To fight or not to fight

There is a very interesting post at Mark Galli’s blog this week discussing a NY Times piece on violence against women and the need for men to reclaim their role as protectors. I have enjoyed the thoughtful comments along with his original thoughts, and the most recent comment posted was from a young woman (college student) who had recently enrolled in a self-defense course. She says:

“The majority of women do not even try to fight back when they are being assaulted. One of the reasons for this is that they don’t think they are able to, or they do not value their life enough. Assault perpetrators expect a woman to comply with all of their demands. By empowering women with the will (and knowledge) to fight back, much violence against women could be prevented. Too often we see ourselves as victims before we have even become them!”

I have never received any formal self-defense instruction (except for the twenty-minute safety talk we got my freshman year at North Park–go for the eyeballs and the genitals, we were told) so I was intrigued by her suggestion. When I was attacked here in L.A., I remember in that split second deciding whether I would simply surrender to my attacker, or whether I would fight back. There was no weapon visible, and I was in the middle of a street with my best friend (who was attacked simultaneously), and in that moment I felt like I had a reasonable chance of defending myself. I honestly could not have predicted how I would have responded prior to that exact moment: they say that, that you don’t know what you are capable of or inclined to do in that kind of situation until you are confronted by it.

I remember taking the first punch to my jaw. I had never been punched before. I had no idea what being punched would even feel like. It hurt, a lot, but I remember thinking: okay, if that is as bad as it will feel, I think I can take it. A couple of punches, a lot of wrestling, and finally a stopped car and people coming in response to my screams and the ordeal was over. (The neighbors told me that my scream was the single most blood-curdling thing they had ever heard and that I should be in movies–only in L.A….)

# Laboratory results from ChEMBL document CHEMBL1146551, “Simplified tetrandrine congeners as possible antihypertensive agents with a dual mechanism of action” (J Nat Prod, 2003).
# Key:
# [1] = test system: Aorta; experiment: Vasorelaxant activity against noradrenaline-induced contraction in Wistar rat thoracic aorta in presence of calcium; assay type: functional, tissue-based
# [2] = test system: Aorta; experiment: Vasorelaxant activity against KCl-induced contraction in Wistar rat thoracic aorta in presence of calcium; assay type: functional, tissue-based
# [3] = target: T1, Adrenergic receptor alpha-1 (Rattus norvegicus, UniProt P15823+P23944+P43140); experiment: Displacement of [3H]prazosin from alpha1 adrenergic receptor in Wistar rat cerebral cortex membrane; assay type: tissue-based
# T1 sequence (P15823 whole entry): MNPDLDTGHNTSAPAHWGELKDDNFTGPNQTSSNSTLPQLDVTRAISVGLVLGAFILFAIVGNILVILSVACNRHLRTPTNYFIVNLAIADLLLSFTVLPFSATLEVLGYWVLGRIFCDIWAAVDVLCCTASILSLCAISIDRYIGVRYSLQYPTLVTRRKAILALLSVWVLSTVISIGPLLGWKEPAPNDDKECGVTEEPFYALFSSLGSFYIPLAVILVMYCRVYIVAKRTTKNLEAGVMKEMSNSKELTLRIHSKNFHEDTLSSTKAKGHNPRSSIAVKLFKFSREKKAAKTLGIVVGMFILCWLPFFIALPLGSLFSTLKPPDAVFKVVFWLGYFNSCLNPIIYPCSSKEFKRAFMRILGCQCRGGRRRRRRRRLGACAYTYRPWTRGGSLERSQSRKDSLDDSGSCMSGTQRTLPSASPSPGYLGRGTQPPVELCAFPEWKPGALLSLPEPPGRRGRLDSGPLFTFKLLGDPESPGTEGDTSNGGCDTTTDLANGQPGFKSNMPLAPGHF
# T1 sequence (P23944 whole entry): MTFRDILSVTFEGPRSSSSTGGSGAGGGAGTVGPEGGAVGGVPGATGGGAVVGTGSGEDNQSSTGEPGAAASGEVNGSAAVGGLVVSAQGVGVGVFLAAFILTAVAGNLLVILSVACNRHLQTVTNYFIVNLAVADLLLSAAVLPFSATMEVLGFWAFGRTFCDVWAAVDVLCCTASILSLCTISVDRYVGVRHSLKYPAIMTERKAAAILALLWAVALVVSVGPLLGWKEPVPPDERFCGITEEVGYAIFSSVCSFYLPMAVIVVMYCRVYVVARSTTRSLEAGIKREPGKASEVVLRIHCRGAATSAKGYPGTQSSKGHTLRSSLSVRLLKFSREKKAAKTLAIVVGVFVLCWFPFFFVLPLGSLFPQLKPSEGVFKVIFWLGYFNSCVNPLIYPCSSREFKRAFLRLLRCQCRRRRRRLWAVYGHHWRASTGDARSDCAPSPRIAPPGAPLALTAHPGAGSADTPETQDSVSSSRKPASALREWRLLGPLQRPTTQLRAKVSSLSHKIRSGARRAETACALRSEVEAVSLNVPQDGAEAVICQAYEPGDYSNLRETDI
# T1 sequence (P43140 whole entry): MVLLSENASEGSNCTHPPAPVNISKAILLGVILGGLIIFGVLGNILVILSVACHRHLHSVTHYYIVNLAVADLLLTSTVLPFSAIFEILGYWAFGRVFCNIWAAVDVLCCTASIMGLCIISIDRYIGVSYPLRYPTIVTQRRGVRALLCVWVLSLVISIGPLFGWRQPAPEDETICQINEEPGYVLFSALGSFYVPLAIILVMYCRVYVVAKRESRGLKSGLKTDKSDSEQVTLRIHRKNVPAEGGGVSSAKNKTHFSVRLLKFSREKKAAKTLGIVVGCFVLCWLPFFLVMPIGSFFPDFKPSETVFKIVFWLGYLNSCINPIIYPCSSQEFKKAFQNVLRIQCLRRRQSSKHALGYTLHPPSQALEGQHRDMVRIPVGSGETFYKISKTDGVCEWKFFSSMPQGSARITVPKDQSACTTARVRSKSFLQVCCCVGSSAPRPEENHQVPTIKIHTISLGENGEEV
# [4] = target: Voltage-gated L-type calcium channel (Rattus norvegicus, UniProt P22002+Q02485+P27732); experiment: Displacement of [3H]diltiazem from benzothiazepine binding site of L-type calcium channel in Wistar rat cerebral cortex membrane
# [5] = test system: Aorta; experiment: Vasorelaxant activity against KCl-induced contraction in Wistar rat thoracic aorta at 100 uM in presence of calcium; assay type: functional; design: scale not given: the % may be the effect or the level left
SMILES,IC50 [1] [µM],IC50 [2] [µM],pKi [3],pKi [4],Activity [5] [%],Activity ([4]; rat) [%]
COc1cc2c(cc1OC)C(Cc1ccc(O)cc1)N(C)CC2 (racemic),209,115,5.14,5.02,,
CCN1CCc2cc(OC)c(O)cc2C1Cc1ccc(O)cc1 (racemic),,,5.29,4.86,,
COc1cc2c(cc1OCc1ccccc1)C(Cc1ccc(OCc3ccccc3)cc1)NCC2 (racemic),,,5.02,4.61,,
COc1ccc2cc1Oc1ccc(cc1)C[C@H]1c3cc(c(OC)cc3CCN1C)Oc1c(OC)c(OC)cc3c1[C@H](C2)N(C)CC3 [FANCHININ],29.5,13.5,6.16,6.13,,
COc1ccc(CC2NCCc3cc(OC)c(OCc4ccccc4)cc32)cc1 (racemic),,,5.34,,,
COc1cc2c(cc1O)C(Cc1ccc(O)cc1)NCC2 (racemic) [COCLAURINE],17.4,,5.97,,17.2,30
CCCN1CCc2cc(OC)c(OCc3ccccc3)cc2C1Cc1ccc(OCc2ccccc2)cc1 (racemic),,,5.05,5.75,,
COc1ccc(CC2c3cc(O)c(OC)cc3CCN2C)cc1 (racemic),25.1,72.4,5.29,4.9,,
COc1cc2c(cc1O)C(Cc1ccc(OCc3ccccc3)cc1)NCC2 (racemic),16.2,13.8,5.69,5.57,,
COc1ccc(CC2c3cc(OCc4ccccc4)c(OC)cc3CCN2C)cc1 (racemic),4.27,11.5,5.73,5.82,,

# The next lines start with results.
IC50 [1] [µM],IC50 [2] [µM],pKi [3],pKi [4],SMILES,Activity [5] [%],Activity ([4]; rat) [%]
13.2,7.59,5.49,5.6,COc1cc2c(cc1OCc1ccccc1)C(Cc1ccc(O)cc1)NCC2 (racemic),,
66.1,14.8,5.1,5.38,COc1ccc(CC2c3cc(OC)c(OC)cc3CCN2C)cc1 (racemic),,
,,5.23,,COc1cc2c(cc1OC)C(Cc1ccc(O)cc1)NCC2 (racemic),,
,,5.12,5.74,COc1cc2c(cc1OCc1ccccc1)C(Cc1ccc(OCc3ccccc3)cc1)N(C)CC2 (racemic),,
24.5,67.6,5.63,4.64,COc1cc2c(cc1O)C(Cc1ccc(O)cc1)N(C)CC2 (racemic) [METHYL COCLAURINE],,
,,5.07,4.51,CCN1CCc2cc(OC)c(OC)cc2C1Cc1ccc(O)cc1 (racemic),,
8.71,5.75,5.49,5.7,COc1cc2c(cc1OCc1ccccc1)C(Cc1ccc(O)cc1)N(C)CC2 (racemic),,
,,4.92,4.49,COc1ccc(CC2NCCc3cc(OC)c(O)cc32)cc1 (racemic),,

It cost me some bruising and sore muscles that lasted a week or so (and emotional scars that linger), but I was thankful that, though my attacker clearly expected me to comply, I did not. Reading the young woman’s comments, and considering the terrifying statistics reported by the Times, made me really consider her suggestion that how women perceive themselves contributes to the mindset of those who would do violence against them. I remember our North Park security officer telling us to walk briskly, make eye contact, and in general carry ourselves with purpose and confidence. Self-confidence and security do much to deter an attacker, he said.

I know that it is always Doug who gets out of our bed in the night when we hear disturbing noises. He is the one to open our bedroom door and go out to face what could be a danger to our family. I see him, at all times, as our protector. Yet there are enough times where I am alone with the kids that I sadly do rehearse the options of violence that we could encounter here and how I would respond. The unfortunate events of a few years ago remind me that I am not, at my core, a victim.


  1. So glad you posted this here and on the Galli blog. I agree that the victim complex makes women more vulnerable (for that matter, men who take this path are also more vulnerable). I think the complexity comes with context… when do we fight and when do we turn the other cheek?

  2. I am so glad you brought up the tension between fighting and turning the other cheek–certainly no black and white issue to be sure. Our God is both a warrior and a lamb. Thanks for your comments!

  3. I believe that if every woman had the confidence and skills she needed to defend herself, violence against women as we know it would end.

    Blessings to you and prayers for your friend who was attacked.

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